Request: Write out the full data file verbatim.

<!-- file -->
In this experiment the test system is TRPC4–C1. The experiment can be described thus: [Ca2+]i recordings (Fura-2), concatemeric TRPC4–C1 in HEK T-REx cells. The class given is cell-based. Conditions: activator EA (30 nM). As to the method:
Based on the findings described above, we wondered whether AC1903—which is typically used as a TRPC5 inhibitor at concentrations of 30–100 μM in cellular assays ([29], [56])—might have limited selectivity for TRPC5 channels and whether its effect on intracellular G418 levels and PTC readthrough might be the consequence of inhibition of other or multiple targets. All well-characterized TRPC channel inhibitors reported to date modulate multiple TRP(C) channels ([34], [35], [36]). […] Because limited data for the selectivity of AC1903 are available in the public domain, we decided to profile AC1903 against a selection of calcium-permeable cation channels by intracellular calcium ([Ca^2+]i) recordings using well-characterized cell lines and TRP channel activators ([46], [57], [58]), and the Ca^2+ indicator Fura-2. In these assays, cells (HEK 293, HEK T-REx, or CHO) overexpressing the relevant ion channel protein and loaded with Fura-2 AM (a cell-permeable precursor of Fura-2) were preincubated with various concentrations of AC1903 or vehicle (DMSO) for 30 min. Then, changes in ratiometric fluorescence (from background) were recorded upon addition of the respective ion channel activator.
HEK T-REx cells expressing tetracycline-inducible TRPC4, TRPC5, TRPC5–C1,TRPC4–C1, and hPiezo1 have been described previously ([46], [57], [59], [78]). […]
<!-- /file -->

In this experiment the test system is TRPC4–C1. The experiment can be described thus: [Ca2+]i recordings (Fura-2), concatemeric TRPC4–C1 in HEK T-REx cells. The class given is cell-based. Conditions: activator EA (30 nM). As to the method:
Based on the findings described above, we wondered whether AC1903—which is typically used as a TRPC5 inhibitor at concentrations of 30–100 μM in cellular assays ([29], [56])—might have limited selectivity for TRPC5 channels and whether its effect on intracellular G418 levels and PTC readthrough might be the consequence of inhibition of other or multiple targets. All well-characterized TRPC channel inhibitors reported to date modulate multiple TRP(C) channels ([34], [35], [36]). […] Because limited data for the selectivity of AC1903 are available in the public domain, we decided to profile AC1903 against a selection of calcium-permeable cation channels by intracellular calcium ([Ca^2+]i) recordings using well-characterized cell lines and TRP channel activators ([46], [57], [58]), and the Ca^2+ indicator Fura-2. In these assays, cells (HEK 293, HEK T-REx, or CHO) overexpressing the relevant ion channel protein and loaded with Fura-2 AM (a cell-permeable precursor of Fura-2) were preincubated with various concentrations of AC1903 or vehicle (DMSO) for 30 min. Then, changes in ratiometric fluorescence (from background) were recorded upon addition of the respective ion channel activator.
HEK T-REx cells expressing tetracycline-inducible TRPC4, TRPC5, TRPC5–C1,TRPC4–C1, and hPiezo1 have been described previously ([46], [57], [59], [78]). […]